Associated Press
FILE - In this Feb. 22, 2018, file photo, Sen. Mike Lee, R-Utah, speaks on the Senate Floor at the Utah state Capitol in Salt Lake City. Sen. Mike Lee, R-Utah, is pushing back hard against the law known as SB54 that allows candidates to bypass the traditional political party nomination system, labeling it "unconstitutional" in a recent Facebook post.

SALT LAKE CITY — Sen. Mike Lee, R-Utah, is pushing back hard against the law known as SB54 that allows candidates to bypass the traditional political party nomination system, labeling it "unconstitutional" in a recent Facebook post.

Lee, who became Utah's senior senator with last week's swearing in of fellow Republican Sen. Mitt Romney, called out fellow Republicans Gov. Gary Herbert and Lt. Gov. Spencer Cox for their backing of the controversial law.

The U.S. Supreme Court is considering hearing an appeal by a faction of the Utah GOP that sued Cox and other state officials over the law, which has been upheld in both U.S. District Court in Utah and the 10th Circuit Court of Appeals in Denver.

The 2014 law gives candidates the option of gathering voter signatures to qualify for a place on the primary ballot, either instead of, or in addition to, competing for party delegate support through the traditional caucus and convention system.

Opponents claim it is unconstitutional for the state to dictate how political parties choose their nominees and are hoping the Supreme Court takes up the case. The option has been used by a number of successful candidates, including Lee in 2016.

Romney, a supporter of SB54 who gathered voter signatures, also competed at the GOP convention last year. Delegates advanced both Romney and then-state Rep. Mike Kennedy, R-Alpine, into a primary that Romney easily won.

Lee sparked a flood of responses to a post Thursday on his personal Facebook page about SB54.

"Governor Herbert, you’re a good man and a hardworking public servant. For the love of the Constitution — and for the good of all political parties — please stop defending SB54. It’s unconstitutional," Lee wrote.

On Friday, he posted, "Spencer J. Cox, do you support SB54?" Cox, who oversees elections in the state as lieutenant governor, is expected to run for governor in 2020 when what Herbert has said will be his final term ends.

Neither Herbert nor Cox had any comment Saturday.

Both posts received support from opponents of the law passed by the Republican-dominated Legislature as a compromise with supporters of the Count My Vote ballot initiative, including former GOP Gov. Mike Leavitt.

That initiative, which would have replaced Utah's unique caucus and convention system for nominating candidates with a direct primary, was withdrawn. A new initiative reinforcing the current law failed to qualify for last November's ballot.

Lee also urged state legislators to repeal SB54, something that has been tried unsuccessfully in past sessions. Sen. Dan McCay, R-Riverton, the House sponsor of SB54, said he'll introduce a bill repealing it in the upcoming legislative session.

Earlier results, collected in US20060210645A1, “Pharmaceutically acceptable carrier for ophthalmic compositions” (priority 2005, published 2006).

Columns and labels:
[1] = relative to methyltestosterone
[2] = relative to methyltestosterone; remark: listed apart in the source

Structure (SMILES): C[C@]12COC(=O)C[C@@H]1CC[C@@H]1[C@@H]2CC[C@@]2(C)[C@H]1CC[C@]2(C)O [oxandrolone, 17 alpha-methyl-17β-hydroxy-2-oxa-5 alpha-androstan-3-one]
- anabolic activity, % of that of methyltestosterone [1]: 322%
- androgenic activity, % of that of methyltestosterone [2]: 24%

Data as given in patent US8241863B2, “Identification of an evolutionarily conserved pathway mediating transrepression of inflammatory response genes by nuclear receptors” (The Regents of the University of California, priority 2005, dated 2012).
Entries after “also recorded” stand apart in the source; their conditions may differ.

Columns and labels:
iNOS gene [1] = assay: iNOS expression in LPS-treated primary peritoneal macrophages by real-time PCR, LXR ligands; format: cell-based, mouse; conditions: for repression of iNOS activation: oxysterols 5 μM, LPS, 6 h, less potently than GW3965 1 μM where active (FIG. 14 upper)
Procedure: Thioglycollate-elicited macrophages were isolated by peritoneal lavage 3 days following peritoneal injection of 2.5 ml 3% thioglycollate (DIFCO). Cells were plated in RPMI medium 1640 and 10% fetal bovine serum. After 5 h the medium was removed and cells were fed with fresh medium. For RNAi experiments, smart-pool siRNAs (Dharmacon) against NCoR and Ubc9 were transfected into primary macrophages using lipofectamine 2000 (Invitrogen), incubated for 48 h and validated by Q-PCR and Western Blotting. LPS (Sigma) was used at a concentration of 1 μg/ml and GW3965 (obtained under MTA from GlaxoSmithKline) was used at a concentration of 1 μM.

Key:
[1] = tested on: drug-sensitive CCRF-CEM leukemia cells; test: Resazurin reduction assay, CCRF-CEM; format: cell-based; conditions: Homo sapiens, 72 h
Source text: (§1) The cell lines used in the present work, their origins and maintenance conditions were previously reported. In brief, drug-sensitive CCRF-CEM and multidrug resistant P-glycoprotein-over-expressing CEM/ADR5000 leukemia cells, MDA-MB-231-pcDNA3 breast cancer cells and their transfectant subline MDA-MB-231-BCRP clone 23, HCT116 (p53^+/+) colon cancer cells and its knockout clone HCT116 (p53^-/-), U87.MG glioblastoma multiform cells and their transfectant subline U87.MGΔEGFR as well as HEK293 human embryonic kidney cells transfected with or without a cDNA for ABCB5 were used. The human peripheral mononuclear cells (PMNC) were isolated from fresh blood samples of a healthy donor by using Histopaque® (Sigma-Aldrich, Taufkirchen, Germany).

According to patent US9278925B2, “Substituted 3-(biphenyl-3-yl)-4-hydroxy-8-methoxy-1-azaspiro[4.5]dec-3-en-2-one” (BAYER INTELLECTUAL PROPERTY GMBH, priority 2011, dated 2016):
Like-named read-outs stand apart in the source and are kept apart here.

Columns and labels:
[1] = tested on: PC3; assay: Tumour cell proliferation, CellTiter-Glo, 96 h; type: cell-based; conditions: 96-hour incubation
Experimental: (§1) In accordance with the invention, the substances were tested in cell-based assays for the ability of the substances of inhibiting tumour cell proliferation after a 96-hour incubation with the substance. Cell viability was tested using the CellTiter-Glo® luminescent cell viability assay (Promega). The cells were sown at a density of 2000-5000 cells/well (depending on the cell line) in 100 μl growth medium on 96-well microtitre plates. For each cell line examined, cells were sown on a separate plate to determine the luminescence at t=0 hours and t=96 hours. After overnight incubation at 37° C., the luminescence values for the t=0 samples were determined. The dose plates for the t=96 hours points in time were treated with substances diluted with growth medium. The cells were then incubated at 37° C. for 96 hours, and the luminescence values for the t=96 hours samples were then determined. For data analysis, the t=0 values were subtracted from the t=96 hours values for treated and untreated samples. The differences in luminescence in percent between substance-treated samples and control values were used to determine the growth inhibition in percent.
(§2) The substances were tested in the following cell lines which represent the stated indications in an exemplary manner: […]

McCay said he's filing the bill "because the compromise isn't working. SB54 was run to avoid an initiative and it's clear (Count My Vote) wants to continue running initiatives."

The compromise, McCay said, "was meant to keep the caucus convention process as the nomination process with a safety valve for signature gatherers. It seems (Count My Vote) won't be happy until the caucus convention process is gone."

Lee wrote on Facebook that "SB54 is a bad law. Let’s get rid of it! The state should not — and under the First Amendment cannot — have the power to control the candidate-selection process of a political party."

He continued in the same reply, "Mr. Herbert, tear down this wall! This is an unconstitutional law, you shouldn’t have signed it, and you certainly shouldn’t be defending it."

The senator, along with Rep. Rob Bishop, R-Utah, and other current and former lawmakers, are already part of the effort to get the Supreme Court to overturn SB54, having filed friend of the court briefs in the pending petition.

The Supreme Court has asked the state to weigh in on the petition before making a decision about whether to take the case. The court typically receives more than 7,000 petitions annually but only chooses to hear about 100 to 150.

Lee's opposition to SB54, however, didn't stop him from gathering voter signatures for his 2016 re-election bid. Lee spokesman Conn Carroll said that is a legal way to get on the primary ballot.

"People often follow existing law while it is being challenged in court. That is completely normal," Carroll said, even if they believe the law is wrong. He cited Lee buying health insurance despite his opposition to the Affordable Care Act.

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"He did not believe he had to gather signatures. He did think it was prudent to do so given that it was a legal option at the time," Carroll said. "Again, he is not against collecting signatures. He is against the state telling the party how to pick their nominee."

But Carroll said he doesn't know if Lee would support the party allowing the signature-gathering option for candidates, although the senator "certainly has nothing against those who have used the signature option while it is legal."